FIGS. 12 and 13 show circuit diagrams of the track servo controller 3. As shown in FIG. 12, the TES generator circuit 30 comprises input resistors r1 to r4 ; an addition amplifier 300 which adds the servo outputs SVa and SVb supplied through the input resistors r1 and r2, respectively; an addition amplifier 301 which adds the servo outputs SVc and SVd supplied through the input resistors r3 and r4, respectively; and an addition amplifier 302 which subtracts the output (SVa+SVb) of the addition amplifier 301 from the output (SVc+SVd) of the addition amplifier 300, and outputs the track error signal TES=(SVa+SVb)-(SVc+SVd). The total signal generator circuit 31 comprises input resistors r5 to r8 , and an addition amplifier 310 which adds the servo outputs SVa to SVd through the input resistors r5 to r8 , respectively, to output the total reflection level signal DCS =SVa +SVb +SVc +SVd. The AGC circuit 32 comprises a first operational amplifier 320 which receives the track error signal TES, a first field effect transistor (FET) 321 which controls the input signal of the first operational amplifier 320 by controlling a resistance of the resistor connected thereto, a second operational amplifier 322 which receives the total reflection signal DCS and controls the FET 321, and a second FET 323 which controls the input signal of the second operational amplifier 322 by controlling the resistance of the resistor connected thereto. In this AGC circuit 32, the first FET 321 is controlled by the total reflection signal DCS output from the operational amplifier 322 to provide the track error signal TES which has been automatic-gain-controlled. The second FET 323 is provided to compensate a nonlinear characteristic of the first FET 321 and give a linear characteristic to the first FET 321. The zero-cross detection circuit 34a is composed of a comparator 340 which compares the track error signal TES from the AGC circuit 32 with the zero-cross potential, and outputs the zero-cross signal TEC from the comparator 340. The off-track detector circuit 34b comprises a first comparator 341 which compares the track error signal TES from the AGC circuit 32 with a predetermined value Vo, to output an output having a high level when TES>Vo, and a second comparator 342 which compares the track error signal TES with a predetermined value -Vo and outputs an output having a high level when TES comparators 341 and 342 as an off-track signal TOS.

In FIG. 13, the gain changeover circuit 33 is a voltage-divider type circuit in which a voltage-dividing resistor R2 and a switch 330 are connected to the ground side of the input resistor R1. The switch 330 is energized by the gain changeover signal GCS to connect the voltage-dividing resistor R2 to the ground potential, thereby reducing the output voltage by a half when the switch 330 is deenergized. The phase compensator circuit 35 consists of an operational amplifier 350, a differential circuit composed of a resistor rg and a capacitor Cg, and a proportional circuit comprising a resistor Rg, and outputs a track control signal TCS indicative of the sum of the differentiation and proportioning of the track error signal TES from the gain changeover circuit 33, namely, the signal TCS resulting from the addition of a phase advance factor to the track error signal TES, to the servo switch 36. The return signal generator circuit 37 comprises a first operational amplifier 370 which amplifies the track position signal TPS from the TP generator circuit 62, and a phase compensator circuit which is composed of a second operational amplifier 371, a differential circuit composed of a capacitor C' g and a resistor r'g, and a proportional resistor R'g, and compensates the phase of the output from the operational amplifier 370 and outputs the return signal RPS. The lock-on switch 38 is energized when the lock-on signal LKS is high level, and comprises a first switch 380 which adds the return signal RPS to the signal TCS from the servo switch 36, an inverter circuit 381 which inverts the lock-on signal LKS, and a second switch 382 which is energized when the inverted lock-on signal LKS is high level, namely, when the lock-on signal LKS is low level. The power amplifier 39 includes amplifiers 390 and 391 at two stages, connected in series with each other, and amplifies the output from the inversion amplifier 39a to supply track drive currents TDV having a positive polarity and a negative polarity to the track actuator 21.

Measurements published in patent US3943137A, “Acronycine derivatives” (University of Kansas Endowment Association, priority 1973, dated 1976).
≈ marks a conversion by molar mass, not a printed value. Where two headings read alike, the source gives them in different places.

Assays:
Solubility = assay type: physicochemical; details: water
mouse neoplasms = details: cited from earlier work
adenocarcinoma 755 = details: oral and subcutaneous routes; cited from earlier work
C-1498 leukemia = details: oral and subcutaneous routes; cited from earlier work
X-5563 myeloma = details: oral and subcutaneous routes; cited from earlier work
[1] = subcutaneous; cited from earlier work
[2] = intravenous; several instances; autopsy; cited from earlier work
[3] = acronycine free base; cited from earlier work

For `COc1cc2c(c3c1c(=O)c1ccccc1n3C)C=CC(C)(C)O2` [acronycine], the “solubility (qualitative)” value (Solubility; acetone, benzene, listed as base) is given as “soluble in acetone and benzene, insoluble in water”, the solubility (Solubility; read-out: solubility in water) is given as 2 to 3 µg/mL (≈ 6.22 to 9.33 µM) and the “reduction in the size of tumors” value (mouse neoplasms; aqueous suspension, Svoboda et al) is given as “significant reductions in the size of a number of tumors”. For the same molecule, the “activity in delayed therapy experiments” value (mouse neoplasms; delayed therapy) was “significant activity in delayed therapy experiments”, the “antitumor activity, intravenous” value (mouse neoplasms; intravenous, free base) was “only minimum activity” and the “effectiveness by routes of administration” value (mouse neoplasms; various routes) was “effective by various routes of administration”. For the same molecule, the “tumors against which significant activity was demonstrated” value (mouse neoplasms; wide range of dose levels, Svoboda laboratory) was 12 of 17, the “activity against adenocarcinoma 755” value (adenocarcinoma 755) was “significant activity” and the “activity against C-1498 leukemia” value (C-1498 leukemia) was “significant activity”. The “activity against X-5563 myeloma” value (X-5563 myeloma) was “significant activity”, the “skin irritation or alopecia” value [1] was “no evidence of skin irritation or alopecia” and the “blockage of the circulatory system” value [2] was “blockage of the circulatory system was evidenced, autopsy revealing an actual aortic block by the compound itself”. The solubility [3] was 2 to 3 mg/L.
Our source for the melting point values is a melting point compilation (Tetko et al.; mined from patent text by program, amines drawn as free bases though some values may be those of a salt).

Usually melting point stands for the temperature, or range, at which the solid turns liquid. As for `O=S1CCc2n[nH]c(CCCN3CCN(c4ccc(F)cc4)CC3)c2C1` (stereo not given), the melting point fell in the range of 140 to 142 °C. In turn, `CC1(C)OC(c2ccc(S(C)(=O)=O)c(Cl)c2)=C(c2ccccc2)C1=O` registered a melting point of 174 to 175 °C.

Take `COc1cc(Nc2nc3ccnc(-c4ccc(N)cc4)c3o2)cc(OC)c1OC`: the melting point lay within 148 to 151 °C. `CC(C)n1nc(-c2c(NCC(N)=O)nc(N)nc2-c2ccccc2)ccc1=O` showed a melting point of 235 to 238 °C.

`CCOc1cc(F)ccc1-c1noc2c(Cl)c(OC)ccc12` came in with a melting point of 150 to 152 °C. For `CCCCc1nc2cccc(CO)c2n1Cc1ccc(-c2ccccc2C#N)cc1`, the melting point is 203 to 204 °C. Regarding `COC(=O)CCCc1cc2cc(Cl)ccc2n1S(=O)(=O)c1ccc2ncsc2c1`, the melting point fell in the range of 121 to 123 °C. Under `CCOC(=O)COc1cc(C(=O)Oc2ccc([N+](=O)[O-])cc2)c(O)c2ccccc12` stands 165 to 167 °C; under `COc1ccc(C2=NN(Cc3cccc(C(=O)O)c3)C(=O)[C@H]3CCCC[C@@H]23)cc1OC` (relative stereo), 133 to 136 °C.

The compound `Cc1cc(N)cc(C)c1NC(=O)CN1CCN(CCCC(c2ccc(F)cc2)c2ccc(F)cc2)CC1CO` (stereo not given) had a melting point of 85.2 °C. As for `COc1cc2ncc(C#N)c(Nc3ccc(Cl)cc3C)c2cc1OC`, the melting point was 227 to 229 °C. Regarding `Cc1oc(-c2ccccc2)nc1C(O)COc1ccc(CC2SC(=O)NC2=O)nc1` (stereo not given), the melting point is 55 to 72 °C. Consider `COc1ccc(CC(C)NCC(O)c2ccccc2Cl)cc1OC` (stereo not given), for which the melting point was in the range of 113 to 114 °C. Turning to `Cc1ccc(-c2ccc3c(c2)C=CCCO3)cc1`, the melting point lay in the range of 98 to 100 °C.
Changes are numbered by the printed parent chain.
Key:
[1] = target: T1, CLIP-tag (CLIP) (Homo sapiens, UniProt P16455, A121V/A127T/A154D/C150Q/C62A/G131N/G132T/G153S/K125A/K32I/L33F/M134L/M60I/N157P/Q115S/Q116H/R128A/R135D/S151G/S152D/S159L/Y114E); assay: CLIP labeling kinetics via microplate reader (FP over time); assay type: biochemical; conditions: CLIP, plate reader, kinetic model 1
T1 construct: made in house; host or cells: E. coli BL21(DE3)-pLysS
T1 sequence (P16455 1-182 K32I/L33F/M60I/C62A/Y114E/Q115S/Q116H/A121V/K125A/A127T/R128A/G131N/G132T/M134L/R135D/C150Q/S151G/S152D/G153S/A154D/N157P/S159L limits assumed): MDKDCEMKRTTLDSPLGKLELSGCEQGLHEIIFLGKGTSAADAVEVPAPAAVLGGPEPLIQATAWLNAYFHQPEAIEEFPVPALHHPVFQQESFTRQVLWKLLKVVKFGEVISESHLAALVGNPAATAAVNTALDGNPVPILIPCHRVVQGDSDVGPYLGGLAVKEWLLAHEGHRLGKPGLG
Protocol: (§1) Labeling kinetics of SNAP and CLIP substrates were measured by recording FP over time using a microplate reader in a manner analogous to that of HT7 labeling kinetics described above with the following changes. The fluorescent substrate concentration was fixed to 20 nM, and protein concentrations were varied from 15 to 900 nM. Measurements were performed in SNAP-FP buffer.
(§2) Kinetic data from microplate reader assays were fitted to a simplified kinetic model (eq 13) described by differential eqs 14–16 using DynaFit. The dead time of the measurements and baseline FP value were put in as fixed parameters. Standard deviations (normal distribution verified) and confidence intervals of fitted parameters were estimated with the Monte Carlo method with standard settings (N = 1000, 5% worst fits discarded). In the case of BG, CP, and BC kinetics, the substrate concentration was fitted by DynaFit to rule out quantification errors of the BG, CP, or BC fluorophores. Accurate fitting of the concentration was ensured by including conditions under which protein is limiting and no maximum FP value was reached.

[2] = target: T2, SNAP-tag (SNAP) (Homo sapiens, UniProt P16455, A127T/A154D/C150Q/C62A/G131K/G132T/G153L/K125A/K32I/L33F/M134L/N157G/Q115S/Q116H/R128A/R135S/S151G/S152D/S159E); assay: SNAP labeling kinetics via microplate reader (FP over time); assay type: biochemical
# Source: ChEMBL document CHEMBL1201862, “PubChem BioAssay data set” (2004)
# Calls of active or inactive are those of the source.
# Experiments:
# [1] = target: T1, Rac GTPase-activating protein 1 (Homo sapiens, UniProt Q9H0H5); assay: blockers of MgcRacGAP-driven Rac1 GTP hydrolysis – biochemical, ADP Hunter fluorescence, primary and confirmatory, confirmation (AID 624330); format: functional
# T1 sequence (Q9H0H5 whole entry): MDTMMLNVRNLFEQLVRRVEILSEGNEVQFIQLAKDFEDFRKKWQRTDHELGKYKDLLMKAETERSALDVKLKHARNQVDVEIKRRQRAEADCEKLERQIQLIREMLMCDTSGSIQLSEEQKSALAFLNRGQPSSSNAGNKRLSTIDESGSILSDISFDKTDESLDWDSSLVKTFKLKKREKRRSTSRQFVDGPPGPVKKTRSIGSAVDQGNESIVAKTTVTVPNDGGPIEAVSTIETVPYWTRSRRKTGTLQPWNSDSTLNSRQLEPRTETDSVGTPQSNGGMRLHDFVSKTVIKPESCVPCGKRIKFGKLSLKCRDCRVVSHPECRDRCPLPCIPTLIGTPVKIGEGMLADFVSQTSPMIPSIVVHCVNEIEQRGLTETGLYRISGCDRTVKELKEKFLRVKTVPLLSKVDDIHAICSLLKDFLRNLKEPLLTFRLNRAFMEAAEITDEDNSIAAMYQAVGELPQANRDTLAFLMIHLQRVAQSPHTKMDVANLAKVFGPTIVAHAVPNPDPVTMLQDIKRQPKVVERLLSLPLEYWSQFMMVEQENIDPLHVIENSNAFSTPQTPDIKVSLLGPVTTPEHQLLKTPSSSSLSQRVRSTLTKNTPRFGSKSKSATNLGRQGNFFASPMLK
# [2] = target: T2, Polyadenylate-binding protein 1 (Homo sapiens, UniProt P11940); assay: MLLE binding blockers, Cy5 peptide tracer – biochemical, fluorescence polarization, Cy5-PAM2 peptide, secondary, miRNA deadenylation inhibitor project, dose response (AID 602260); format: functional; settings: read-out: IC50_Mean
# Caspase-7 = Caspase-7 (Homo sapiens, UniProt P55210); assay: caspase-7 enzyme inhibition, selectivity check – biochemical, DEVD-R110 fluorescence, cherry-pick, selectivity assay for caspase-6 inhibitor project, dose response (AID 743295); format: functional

FIG. 14 is a flow chart explaining the operations of the embodiment of the present invention, as shown below, and FIGS. 15a to 15g show waveforms of signals shown in FIGS. 10 to 13. The supervisory controller 5 is realized by a microprocessor unit (MPU).

STEP 001 (S001)